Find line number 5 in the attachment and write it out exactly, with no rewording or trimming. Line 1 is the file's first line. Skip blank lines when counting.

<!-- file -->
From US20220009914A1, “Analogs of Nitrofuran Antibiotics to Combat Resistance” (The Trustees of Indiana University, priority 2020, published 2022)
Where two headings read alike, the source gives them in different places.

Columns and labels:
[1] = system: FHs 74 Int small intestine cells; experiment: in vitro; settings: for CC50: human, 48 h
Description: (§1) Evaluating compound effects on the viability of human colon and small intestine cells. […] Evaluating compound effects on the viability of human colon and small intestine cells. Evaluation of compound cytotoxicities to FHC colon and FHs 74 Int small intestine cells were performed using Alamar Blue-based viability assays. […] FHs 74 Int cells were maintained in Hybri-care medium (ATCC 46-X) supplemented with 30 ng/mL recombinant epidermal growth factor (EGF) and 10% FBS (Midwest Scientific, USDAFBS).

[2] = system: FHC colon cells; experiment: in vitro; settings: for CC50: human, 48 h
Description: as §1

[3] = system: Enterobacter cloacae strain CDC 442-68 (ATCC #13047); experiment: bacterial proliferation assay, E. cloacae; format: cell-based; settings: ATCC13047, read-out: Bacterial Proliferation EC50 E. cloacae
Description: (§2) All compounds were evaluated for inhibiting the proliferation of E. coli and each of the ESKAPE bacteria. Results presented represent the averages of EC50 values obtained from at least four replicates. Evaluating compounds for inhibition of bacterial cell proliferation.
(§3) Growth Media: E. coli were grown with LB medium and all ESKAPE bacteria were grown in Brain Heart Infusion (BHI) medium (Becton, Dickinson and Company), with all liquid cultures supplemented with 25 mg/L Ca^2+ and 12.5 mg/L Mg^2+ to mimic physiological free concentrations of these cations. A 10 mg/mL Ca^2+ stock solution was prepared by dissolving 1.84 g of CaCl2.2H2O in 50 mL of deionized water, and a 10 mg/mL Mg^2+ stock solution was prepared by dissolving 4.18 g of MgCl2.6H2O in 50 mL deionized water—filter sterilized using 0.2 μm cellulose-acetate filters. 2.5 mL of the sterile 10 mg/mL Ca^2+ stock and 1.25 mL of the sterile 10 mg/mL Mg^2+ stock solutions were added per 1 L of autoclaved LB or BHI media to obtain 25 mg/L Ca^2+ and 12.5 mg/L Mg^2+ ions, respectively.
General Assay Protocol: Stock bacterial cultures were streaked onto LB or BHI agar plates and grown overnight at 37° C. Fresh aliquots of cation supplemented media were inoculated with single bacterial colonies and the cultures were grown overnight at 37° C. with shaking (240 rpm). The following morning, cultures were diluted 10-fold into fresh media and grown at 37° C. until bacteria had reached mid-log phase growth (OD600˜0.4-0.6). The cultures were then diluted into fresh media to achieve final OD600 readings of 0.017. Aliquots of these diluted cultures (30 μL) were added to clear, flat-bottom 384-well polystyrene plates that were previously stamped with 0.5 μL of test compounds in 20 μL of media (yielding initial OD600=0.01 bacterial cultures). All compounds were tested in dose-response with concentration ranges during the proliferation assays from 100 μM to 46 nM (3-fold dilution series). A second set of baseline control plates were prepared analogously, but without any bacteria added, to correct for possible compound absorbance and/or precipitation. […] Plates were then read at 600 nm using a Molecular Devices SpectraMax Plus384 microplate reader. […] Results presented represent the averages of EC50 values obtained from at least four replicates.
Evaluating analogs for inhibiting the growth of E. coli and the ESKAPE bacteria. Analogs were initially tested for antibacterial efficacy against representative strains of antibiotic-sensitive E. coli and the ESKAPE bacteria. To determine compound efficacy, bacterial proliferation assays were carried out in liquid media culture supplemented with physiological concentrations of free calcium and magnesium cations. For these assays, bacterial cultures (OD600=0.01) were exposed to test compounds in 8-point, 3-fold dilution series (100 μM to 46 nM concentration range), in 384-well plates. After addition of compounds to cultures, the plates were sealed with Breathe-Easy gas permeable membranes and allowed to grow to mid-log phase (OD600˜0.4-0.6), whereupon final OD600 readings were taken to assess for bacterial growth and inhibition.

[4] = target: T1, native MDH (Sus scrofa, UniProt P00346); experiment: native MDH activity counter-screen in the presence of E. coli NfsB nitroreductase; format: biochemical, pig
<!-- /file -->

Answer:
Description: (§1) Evaluating compound effects on the viability of human colon and small intestine cells. […] Evaluating compound effects on the viability of human colon and small intestine cells. Evaluation of compound cytotoxicities to FHC colon and FHs 74 Int small intestine cells were performed using Alamar Blue-based viability assays. […] FHs 74 Int cells were maintained in Hybri-care medium (ATCC 46-X) supplemented with 30 ng/mL recombinant epidermal growth factor (EGF) and 10% FBS (Midwest Scientific, USDAFBS).